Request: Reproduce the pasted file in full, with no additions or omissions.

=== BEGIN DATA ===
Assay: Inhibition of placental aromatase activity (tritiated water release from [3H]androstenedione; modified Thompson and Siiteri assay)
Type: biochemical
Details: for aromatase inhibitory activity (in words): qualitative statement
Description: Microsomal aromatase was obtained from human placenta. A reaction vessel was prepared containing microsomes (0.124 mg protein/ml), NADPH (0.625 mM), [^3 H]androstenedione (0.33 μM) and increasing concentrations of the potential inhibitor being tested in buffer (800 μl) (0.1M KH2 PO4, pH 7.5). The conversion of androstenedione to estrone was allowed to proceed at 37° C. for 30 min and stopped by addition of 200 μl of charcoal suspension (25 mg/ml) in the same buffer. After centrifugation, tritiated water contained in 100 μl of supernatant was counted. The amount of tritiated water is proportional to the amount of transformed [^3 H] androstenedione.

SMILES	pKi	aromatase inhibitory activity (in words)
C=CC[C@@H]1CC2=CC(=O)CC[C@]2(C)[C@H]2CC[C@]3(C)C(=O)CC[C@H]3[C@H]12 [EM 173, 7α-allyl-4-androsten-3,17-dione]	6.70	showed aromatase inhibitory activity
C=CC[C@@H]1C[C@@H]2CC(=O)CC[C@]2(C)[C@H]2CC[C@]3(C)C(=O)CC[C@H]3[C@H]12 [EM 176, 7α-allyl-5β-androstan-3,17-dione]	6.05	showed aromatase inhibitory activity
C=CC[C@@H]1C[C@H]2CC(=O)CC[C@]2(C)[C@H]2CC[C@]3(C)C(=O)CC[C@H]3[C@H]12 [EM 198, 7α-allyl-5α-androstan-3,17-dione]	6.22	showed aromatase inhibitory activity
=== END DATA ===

Assay: Inhibition of placental aromatase activity (tritiated water release from [3H]androstenedione; modified Thompson and Siiteri assay)
Type: biochemical
Details: for aromatase inhibitory activity (in words): qualitative statement
Description: Microsomal aromatase was obtained from human placenta. A reaction vessel was prepared containing microsomes (0.124 mg protein/ml), NADPH (0.625 mM), [^3 H]androstenedione (0.33 μM) and increasing concentrations of the potential inhibitor being tested in buffer (800 μl) (0.1M KH2 PO4, pH 7.5). The conversion of androstenedione to estrone was allowed to proceed at 37° C. for 30 min and stopped by addition of 200 μl of charcoal suspension (25 mg/ml) in the same buffer. After centrifugation, tritiated water contained in 100 μl of supernatant was counted. The amount of tritiated water is proportional to the amount of transformed [^3 H] androstenedione.

SMILES	pKi	aromatase inhibitory activity (in words)
C=CC[C@@H]1CC2=CC(=O)CC[C@]2(C)[C@H]2CC[C@]3(C)C(=O)CC[C@H]3[C@H]12 [EM 173, 7α-allyl-4-androsten-3,17-dione]	6.70	showed aromatase inhibitory activity
C=CC[C@@H]1C[C@@H]2CC(=O)CC[C@]2(C)[C@H]2CC[C@]3(C)C(=O)CC[C@H]3[C@H]12 [EM 176, 7α-allyl-5β-androstan-3,17-dione]	6.05	showed aromatase inhibitory activity
C=CC[C@@H]1C[C@H]2CC(=O)CC[C@]2(C)[C@H]2CC[C@]3(C)C(=O)CC[C@H]3[C@H]12 [EM 198, 7α-allyl-5α-androstan-3,17-dione]	6.22	showed aromatase inhibitory activity